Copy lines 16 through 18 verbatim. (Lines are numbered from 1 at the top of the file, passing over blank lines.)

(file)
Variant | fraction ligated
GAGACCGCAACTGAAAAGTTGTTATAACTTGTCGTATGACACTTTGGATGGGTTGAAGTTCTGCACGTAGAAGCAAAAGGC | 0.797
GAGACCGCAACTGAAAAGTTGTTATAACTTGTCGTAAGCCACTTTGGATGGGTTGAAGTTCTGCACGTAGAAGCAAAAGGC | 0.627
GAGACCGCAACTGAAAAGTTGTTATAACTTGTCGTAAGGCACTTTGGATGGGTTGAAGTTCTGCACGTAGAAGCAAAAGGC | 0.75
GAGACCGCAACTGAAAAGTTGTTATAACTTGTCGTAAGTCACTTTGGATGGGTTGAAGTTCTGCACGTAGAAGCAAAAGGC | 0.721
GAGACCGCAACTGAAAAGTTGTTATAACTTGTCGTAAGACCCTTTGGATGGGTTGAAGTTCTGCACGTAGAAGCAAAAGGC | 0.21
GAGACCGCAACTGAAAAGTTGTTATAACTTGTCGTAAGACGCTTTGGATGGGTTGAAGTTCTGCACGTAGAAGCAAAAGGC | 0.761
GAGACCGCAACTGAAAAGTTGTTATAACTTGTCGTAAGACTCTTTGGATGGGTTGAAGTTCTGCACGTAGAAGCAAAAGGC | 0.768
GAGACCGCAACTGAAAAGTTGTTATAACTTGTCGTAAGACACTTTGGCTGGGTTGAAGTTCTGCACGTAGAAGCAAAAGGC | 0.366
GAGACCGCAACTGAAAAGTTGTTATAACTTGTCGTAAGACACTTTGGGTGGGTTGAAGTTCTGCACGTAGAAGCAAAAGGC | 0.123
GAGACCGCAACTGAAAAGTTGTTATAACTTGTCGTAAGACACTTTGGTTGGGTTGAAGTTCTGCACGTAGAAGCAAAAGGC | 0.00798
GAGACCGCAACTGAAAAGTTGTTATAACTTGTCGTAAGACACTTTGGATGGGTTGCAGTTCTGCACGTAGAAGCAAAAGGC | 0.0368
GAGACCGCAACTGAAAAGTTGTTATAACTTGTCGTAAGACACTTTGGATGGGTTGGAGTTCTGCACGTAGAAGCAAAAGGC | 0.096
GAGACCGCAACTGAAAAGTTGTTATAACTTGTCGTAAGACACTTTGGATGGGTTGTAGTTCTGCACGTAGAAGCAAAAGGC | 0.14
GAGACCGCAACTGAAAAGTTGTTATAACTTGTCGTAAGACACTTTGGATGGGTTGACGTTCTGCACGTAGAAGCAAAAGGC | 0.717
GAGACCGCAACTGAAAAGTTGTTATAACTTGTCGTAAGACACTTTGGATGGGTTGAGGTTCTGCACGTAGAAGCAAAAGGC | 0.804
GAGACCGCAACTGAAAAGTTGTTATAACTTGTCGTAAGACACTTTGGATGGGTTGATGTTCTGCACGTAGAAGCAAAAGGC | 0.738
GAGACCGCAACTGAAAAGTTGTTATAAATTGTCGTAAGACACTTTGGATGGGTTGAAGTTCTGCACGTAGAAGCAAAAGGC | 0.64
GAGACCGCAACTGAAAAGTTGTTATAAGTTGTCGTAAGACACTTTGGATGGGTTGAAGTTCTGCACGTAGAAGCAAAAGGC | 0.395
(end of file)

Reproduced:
GAGACCGCAACTGAAAAGTTGTTATAACTTGTCGTAAGACACTTTGGATGGGTTGAGGTTCTGCACGTAGAAGCAAAAGGC | 0.804
GAGACCGCAACTGAAAAGTTGTTATAACTTGTCGTAAGACACTTTGGATGGGTTGATGTTCTGCACGTAGAAGCAAAAGGC | 0.738
GAGACCGCAACTGAAAAGTTGTTATAAATTGTCGTAAGACACTTTGGATGGGTTGAAGTTCTGCACGTAGAAGCAAAAGGC | 0.64